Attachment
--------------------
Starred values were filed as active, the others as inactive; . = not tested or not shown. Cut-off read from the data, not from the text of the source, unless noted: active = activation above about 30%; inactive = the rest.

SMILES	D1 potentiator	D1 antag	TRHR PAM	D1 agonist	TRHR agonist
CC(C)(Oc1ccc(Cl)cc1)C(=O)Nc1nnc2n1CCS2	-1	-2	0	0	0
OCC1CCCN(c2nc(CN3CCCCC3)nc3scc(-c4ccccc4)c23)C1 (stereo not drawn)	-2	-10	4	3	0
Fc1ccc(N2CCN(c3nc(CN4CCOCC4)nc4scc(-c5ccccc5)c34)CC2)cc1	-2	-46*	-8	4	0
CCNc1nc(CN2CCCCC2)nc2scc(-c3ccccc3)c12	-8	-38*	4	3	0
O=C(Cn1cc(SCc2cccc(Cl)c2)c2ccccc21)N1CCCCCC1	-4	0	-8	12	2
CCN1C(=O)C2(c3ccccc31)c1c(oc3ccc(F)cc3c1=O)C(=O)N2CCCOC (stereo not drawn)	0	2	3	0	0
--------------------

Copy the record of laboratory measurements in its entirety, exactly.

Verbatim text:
Starred values were filed as active, the others as inactive; . = not tested or not shown. Cut-off read from the data, not from the text of the source, unless noted: active = activation above about 30%; inactive = the rest.

SMILES	D1 potentiator	D1 antag	TRHR PAM	D1 agonist	TRHR agonist
CC(C)(Oc1ccc(Cl)cc1)C(=O)Nc1nnc2n1CCS2	-1	-2	0	0	0
OCC1CCCN(c2nc(CN3CCCCC3)nc3scc(-c4ccccc4)c23)C1 (stereo not drawn)	-2	-10	4	3	0
Fc1ccc(N2CCN(c3nc(CN4CCOCC4)nc4scc(-c5ccccc5)c34)CC2)cc1	-2	-46*	-8	4	0
CCNc1nc(CN2CCCCC2)nc2scc(-c3ccccc3)c12	-8	-38*	4	3	0
O=C(Cn1cc(SCc2cccc(Cl)c2)c2ccccc21)N1CCCCCC1	-4	0	-8	12	2
CCN1C(=O)C2(c3ccccc31)c1c(oc3ccc(F)cc3c1=O)C(=O)N2CCCOC (stereo not drawn)	0	2	3	0	0